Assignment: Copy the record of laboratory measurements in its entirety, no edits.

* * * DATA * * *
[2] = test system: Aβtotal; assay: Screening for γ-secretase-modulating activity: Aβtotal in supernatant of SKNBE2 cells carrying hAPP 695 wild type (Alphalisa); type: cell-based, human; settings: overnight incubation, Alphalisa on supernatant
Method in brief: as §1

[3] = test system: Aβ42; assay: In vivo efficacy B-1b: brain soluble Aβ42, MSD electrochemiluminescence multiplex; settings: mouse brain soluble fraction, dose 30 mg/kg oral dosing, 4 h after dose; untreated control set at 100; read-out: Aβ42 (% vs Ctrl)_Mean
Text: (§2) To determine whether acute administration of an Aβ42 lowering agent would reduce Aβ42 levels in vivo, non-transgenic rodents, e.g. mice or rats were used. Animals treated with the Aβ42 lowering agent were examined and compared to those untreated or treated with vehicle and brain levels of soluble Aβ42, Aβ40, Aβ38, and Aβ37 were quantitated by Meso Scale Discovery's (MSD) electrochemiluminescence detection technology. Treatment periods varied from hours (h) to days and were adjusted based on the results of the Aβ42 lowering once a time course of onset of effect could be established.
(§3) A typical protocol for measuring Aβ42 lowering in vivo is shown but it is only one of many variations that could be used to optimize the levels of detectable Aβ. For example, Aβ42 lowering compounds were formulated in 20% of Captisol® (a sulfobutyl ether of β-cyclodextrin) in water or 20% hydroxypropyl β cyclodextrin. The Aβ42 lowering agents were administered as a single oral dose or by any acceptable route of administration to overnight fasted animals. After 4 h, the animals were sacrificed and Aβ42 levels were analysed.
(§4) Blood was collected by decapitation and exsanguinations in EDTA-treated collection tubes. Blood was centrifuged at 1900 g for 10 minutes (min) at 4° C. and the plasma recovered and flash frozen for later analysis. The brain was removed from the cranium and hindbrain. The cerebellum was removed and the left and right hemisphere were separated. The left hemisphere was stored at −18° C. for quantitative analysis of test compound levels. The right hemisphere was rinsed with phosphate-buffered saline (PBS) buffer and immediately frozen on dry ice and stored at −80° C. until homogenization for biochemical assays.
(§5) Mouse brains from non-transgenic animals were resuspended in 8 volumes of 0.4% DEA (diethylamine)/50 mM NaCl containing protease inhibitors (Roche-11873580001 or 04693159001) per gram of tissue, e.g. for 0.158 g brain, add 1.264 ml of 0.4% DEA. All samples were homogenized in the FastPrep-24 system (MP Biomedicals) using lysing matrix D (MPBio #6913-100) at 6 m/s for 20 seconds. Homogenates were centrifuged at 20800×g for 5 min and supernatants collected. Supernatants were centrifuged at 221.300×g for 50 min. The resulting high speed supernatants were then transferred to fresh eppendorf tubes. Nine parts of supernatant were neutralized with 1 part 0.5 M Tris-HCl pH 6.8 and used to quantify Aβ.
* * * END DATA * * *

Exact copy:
[2] = test system: Aβtotal; assay: Screening for γ-secretase-modulating activity: Aβtotal in supernatant of SKNBE2 cells carrying hAPP 695 wild type (Alphalisa); type: cell-based, human; settings: overnight incubation, Alphalisa on supernatant
Method in brief: as §1

[3] = test system: Aβ42; assay: In vivo efficacy B-1b: brain soluble Aβ42, MSD electrochemiluminescence multiplex; settings: mouse brain soluble fraction, dose 30 mg/kg oral dosing, 4 h after dose; untreated control set at 100; read-out: Aβ42 (% vs Ctrl)_Mean
Text: (§2) To determine whether acute administration of an Aβ42 lowering agent would reduce Aβ42 levels in vivo, non-transgenic rodents, e.g. mice or rats were used. Animals treated with the Aβ42 lowering agent were examined and compared to those untreated or treated with vehicle and brain levels of soluble Aβ42, Aβ40, Aβ38, and Aβ37 were quantitated by Meso Scale Discovery's (MSD) electrochemiluminescence detection technology. Treatment periods varied from hours (h) to days and were adjusted based on the results of the Aβ42 lowering once a time course of onset of effect could be established.
(§3) A typical protocol for measuring Aβ42 lowering in vivo is shown but it is only one of many variations that could be used to optimize the levels of detectable Aβ. For example, Aβ42 lowering compounds were formulated in 20% of Captisol® (a sulfobutyl ether of β-cyclodextrin) in water or 20% hydroxypropyl β cyclodextrin. The Aβ42 lowering agents were administered as a single oral dose or by any acceptable route of administration to overnight fasted animals. After 4 h, the animals were sacrificed and Aβ42 levels were analysed.
(§4) Blood was collected by decapitation and exsanguinations in EDTA-treated collection tubes. Blood was centrifuged at 1900 g for 10 minutes (min) at 4° C. and the plasma recovered and flash frozen for later analysis. The brain was removed from the cranium and hindbrain. The cerebellum was removed and the left and right hemisphere were separated. The left hemisphere was stored at −18° C. for quantitative analysis of test compound levels. The right hemisphere was rinsed with phosphate-buffered saline (PBS) buffer and immediately frozen on dry ice and stored at −80° C. until homogenization for biochemical assays.
(§5) Mouse brains from non-transgenic animals were resuspended in 8 volumes of 0.4% DEA (diethylamine)/50 mM NaCl containing protease inhibitors (Roche-11873580001 or 04693159001) per gram of tissue, e.g. for 0.158 g brain, add 1.264 ml of 0.4% DEA. All samples were homogenized in the FastPrep-24 system (MP Biomedicals) using lysing matrix D (MPBio #6913-100) at 6 m/s for 20 seconds. Homogenates were centrifuged at 20800×g for 5 min and supernatants collected. Supernatants were centrifuged at 221.300×g for 50 min. The resulting high speed supernatants were then transferred to fresh eppendorf tubes. Nine parts of supernatant were neutralized with 1 part 0.5 M Tris-HCl pH 6.8 and used to quantify Aβ.